Skip to comments.The Canadian Human Rights Commission blinks
Posted on 06/27/2008 7:19:17 AM PDT by fanfan
The Canadian Human Rights Commission, like any petty tyranny, has a strong instinct for survival. As I predicted last week on the Michael Coren Show, that instinct would cause them to drop the complaint against Mark Steyn and Maclean's. And so they did.
With an RCMP investigation, a Privacy Commission investigation and a pending Parliamentary investigation, they're already fighting a multi-front P.R. war, and losing badly. Not a day goes by when the CHRC isn't pummelled in the media. Holding a show trial of Maclean's and Steyn, like the B.C. Human Rights Tribunal did earlier this month, would be writing their own political death sentence.
So they blinked. Against everything in their DNA, they let Maclean's go. That's the first smart thing they've done; because the sooner they can get the public scrutiny to go away, the sooner they can go about prosecuting their less well-heeled targets, people who can't afford Canada's best lawyers and command the attention and affection of the country's literati.
"There's nothing to see here, people! So turn your TV cameras off, and let us continue on our work without your scrutiny! We promise not to target famous Canadians -- at least not for a little while. We'll keep picking on under-lawyered weaklings. We'll continue to build up our jurisprudence, continue our 100% conviction rate, continue building legal precedents. So when we come for Maclean's next time, we won't have to blink."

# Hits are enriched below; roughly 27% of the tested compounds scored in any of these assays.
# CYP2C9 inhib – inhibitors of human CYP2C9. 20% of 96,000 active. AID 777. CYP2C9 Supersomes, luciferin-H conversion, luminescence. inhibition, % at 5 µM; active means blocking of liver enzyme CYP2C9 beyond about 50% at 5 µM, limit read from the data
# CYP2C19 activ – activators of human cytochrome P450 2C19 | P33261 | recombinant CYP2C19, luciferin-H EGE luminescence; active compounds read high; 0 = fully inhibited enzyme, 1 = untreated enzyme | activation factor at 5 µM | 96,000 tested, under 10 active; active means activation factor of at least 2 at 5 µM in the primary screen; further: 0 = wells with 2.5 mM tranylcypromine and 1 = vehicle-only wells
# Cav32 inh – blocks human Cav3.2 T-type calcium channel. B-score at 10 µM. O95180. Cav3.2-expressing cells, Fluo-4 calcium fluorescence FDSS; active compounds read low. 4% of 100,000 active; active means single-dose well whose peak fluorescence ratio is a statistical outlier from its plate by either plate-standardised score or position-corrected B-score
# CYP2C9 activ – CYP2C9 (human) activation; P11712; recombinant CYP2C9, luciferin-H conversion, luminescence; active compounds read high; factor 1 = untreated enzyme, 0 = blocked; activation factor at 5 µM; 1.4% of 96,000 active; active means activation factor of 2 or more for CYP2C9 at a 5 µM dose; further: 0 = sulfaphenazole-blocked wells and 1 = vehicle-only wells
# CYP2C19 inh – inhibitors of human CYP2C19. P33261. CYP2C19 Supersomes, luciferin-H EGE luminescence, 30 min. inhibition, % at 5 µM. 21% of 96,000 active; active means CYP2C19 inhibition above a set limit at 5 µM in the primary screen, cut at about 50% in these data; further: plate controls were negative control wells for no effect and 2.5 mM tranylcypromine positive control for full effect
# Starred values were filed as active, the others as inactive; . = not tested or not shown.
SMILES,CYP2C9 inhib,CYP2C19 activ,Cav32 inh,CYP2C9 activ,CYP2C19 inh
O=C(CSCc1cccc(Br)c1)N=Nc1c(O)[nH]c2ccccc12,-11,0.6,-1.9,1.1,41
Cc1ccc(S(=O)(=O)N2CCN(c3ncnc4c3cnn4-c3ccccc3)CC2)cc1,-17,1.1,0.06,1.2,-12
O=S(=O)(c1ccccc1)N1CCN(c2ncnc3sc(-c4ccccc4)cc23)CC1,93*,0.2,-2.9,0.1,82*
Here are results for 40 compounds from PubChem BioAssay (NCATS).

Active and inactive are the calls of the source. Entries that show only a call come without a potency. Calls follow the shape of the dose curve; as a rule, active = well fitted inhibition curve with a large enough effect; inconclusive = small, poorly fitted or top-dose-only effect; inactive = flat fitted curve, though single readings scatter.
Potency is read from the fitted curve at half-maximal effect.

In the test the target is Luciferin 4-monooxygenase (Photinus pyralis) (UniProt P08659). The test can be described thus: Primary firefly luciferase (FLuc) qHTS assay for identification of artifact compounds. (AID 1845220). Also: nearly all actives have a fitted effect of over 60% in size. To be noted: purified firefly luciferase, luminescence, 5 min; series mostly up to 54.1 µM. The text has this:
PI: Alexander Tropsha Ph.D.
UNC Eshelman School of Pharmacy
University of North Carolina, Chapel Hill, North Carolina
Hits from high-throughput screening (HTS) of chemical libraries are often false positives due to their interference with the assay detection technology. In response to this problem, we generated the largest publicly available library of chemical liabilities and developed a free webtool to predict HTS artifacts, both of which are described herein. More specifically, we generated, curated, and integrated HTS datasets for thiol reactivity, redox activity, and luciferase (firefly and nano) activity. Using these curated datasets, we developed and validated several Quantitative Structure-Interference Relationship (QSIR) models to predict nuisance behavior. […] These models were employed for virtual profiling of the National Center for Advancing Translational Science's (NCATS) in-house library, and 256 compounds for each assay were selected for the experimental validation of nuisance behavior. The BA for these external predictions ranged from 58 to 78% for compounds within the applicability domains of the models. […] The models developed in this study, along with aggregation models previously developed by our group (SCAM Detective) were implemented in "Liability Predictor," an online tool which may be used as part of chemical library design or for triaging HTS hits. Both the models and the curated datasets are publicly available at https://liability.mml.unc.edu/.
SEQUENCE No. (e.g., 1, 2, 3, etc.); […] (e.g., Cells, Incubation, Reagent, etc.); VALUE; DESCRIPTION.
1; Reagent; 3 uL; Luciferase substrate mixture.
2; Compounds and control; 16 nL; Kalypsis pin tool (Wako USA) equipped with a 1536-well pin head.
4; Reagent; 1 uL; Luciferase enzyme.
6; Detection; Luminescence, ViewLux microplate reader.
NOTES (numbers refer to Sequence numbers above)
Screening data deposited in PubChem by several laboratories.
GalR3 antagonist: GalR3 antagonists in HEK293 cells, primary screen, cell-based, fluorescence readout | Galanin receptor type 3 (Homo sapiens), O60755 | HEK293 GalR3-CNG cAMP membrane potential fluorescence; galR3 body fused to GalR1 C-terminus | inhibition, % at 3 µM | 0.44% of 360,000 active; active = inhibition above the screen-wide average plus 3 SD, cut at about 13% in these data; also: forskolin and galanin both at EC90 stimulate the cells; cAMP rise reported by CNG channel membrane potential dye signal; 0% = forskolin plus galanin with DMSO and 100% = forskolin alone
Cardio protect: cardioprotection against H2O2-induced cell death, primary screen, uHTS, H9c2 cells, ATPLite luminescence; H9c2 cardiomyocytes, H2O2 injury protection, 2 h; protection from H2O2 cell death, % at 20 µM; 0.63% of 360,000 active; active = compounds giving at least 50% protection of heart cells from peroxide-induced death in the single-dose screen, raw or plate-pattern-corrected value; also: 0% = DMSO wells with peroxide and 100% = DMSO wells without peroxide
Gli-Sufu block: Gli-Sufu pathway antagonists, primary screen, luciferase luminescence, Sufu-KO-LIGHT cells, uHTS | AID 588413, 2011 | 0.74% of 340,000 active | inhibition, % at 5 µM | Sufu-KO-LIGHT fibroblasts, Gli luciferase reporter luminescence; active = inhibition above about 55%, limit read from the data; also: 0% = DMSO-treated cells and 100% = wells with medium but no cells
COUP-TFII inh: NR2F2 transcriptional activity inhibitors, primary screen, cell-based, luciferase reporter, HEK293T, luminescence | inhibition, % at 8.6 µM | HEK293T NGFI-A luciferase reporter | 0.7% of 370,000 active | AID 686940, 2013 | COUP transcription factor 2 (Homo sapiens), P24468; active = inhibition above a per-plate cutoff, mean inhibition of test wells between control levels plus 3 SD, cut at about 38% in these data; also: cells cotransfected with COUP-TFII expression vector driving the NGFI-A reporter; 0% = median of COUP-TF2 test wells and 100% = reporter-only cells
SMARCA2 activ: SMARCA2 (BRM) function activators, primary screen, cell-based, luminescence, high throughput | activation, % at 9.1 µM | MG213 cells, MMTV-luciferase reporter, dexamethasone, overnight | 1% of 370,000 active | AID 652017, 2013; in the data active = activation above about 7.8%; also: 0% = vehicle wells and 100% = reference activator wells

Here's Maclean's reply, which is far more polite than I would have been:
...Though gratified by the decision, Maclean's continues to assert that no human rights commission, whether at the federal or provincial level, has the mandate or the expertise to monitor, inquire into, or assess the editorial decisions of the nation's media. And we continue to have grave concerns about a system of complaint and adjudication that allows a media outlet to be pursued in multiple jurisdictions on the same complaint, brought by the same complainants, subjecting it to costs of hundreds of thousands of dollars, to say nothing of the inconvenience. We enthusiastically support those parliamentarians who are calling for legislative review of the commissions with regard to speech issues.
The only question remaining is whether Heather MacNaughton, chief kangaroo of the B.C. Human Rights Tribunal, will convict Maclean's. The "jurisprudence" is there; Maclean's surely is "guilty" of "likely" "exposing" someone to "hatred or contempt". Everyone's guilty of that; so the only question is who gets charged.
Will MacNaughton save her skin -- and preserve her tax-funded sinecure, like the CHRC is trying to do? Or will she continue her Stalinist approach to speech? Tough call; her decision in the comedy case shows she's as nutty as a Snickers Bar. But I'm still betting she'll acquit Maclean's. She'll throw that big fish back into the sea, so she can continue to haul in lots of smaller ones with political impunity.
This is bad news for Mark Steyn. He wanted to be found guilty and have a chance to carry this to a real court.
But I don’t think the BC HRC has its decision in yet. He may have a chance.
“The only question remaining is whether Heather MacNaughton, chief kangaroo of the B.C. Human Rights Tribunal, will convict Maclean’s. The “jurisprudence” is there; Maclean’s surely is “guilty” of “likely” “exposing” someone to “hatred or contempt”. Everyone’s guilty of that; so the only question is who gets charged.